Geektime’s international managing editor explains how the tech media, including herself, can stop writing sexist headlines
Despite being a woman, having a background in social work, and trying to be a conscientious media professional, I realized something unfortunate recently. I am guilty of writing sexist headlines about women entrepreneurs.
When we write stories that focus on the “woman” aspect of a tech executive, we try to make the headline reflect this by clearly showing that the article is about a woman entrepreneur. That makes sense. That in and of itself isn’t harmful.
For example, I think these headlines are fine and simply highlight the achievements of women in tech:
However, what is problematic is when a headline about a woman is not as impressive when it is about a man instead. Headlines that begin with “This woman did X thing that was amazing”, just sound bizarre when replaced with “This man did X thing that was amazing”.
Even if headlines with the structure of “She founded a startup that became successful” are replaced with a man instead, reading “He founded a startup that became successful”, this also does not sound as impressive in the context of a man accomplishing the same feat as a woman. Unfortunately, we still expect men to be entrepreneurs whereas for women (even women readers), we don’t.
I think the headlines below, all of which I have written, are problematic for the reasons described above:
Let’s stop using headlines that begin with “This woman”
After consulting with several team members, some women, some men, they all agreed that that the “This woman did X” headline was the most offensive construction. They also affirmed that starting a headline with “She did X” was less heavy handed, gently indicating to the reader that the article is about a woman without tokenizing in the same way. Still, there might be less sexist ways of phrasing this headline.
And I agree: From now on, Geektime will stop using this headline format. Done. The last thing I want to do is negatively influence readers, helping them internalize the notion that women in tech are rare and less is expected of them.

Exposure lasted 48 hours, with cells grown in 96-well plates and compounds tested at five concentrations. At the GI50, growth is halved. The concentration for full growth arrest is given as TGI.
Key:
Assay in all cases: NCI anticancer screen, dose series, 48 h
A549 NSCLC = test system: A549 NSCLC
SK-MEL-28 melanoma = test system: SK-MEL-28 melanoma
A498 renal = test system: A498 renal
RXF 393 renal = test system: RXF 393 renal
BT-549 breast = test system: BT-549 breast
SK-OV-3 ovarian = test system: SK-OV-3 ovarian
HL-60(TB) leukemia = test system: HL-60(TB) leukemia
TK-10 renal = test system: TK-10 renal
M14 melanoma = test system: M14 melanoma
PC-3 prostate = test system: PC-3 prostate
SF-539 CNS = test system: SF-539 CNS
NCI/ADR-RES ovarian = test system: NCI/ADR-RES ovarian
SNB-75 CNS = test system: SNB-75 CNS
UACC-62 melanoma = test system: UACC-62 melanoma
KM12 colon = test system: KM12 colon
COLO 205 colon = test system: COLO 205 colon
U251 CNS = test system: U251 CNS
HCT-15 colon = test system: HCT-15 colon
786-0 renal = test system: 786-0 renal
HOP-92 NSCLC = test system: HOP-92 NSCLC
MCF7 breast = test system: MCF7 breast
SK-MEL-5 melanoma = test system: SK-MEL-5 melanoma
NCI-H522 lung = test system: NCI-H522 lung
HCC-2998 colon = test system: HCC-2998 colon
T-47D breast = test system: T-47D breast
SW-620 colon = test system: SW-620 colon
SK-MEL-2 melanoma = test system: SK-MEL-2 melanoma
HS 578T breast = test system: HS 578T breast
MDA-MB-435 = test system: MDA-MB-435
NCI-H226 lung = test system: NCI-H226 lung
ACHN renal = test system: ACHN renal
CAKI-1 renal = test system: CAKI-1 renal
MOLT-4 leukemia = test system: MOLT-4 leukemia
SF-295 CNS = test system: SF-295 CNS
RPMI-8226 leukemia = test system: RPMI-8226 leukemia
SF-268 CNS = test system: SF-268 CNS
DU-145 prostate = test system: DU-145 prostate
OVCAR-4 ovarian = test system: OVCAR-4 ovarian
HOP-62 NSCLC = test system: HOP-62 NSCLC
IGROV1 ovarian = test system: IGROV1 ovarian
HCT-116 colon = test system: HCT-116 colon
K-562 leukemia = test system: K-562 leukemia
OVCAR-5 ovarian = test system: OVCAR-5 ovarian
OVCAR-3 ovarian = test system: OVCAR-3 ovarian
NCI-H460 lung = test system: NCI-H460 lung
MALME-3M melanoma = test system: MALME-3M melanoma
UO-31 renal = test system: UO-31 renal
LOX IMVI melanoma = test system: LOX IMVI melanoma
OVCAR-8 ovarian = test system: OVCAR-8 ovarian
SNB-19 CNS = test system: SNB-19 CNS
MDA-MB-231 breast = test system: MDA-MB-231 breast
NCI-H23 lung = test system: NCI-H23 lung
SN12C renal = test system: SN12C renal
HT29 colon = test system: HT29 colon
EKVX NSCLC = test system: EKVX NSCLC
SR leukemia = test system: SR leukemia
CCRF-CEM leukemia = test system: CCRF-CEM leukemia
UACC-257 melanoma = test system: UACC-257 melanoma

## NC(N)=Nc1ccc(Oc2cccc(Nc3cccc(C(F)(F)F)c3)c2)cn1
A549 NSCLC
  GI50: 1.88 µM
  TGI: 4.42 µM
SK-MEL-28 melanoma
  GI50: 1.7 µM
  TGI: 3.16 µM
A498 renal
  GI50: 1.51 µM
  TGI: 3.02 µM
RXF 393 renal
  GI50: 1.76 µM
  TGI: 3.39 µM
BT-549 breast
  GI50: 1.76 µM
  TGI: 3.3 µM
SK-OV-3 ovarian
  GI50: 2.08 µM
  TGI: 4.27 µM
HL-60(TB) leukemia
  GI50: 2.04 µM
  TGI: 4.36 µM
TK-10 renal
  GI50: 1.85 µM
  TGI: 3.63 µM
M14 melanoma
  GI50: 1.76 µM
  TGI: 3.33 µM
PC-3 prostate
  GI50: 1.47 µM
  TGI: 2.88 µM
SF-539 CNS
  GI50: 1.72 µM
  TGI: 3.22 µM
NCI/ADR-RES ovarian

However, it would be a disservice to the tech community to stop this post and merely applaud our site for checking ourselves (or in this case, myself) on our sexism. We also need to understand why the “This woman did X” headline construction is clickable.
Why it’s hard: Identity headlines get clicks
According to the New York Times, 2015 was officially the year we obsessed over identity. And we did too. Because it works.
Many of Geektime‘s most popular articles have some kind of identity element to it, whether they are about startups founded by people from a certain country, racial group, or gender. If you take a look at Geektime’s top viewed current articles, 4 out of 5 of them can be considered identity articles: Two are about women, and two are about startups from specific locations.
However, if we’re calling ourselves out on sexist headlines, we need to highlight other tokenizing headlines as well. For example, these “This tokenized person did X” headlines also garnered an immense amount of traffic and using the same logic as the sexist headlines earlier, could be construed as anti-Semitic, racist, or Third-Worldist:
What complicates the matter is that many of the readers of these articles are members of the groups represented in the headlines. These clickbaitey headlines are so effective because readers, particularly ones that find articles on social media, love clicking on stories they can relate to. The “This Satmar Hassid” headline, for example, did very well in New York, New Jersey, and Israel: all places with large Jewish populations.
I’m not saying that we should back off writing about identity issues. They’re important since they highlight groups that are underrepresented in tech, and are oftentimes popular. But we need to avoid writing about identity in tokenizing ways. A good first step is by not publishing any headline that begins with “This woman,” or “This Kenyan-American,” or “This Satmar Hassid,” etc. Ultimately, we need to highlight impressive people innovating in their fields and give them the respect they deserve — and not diminish their achievements with pigeon-holing headlines.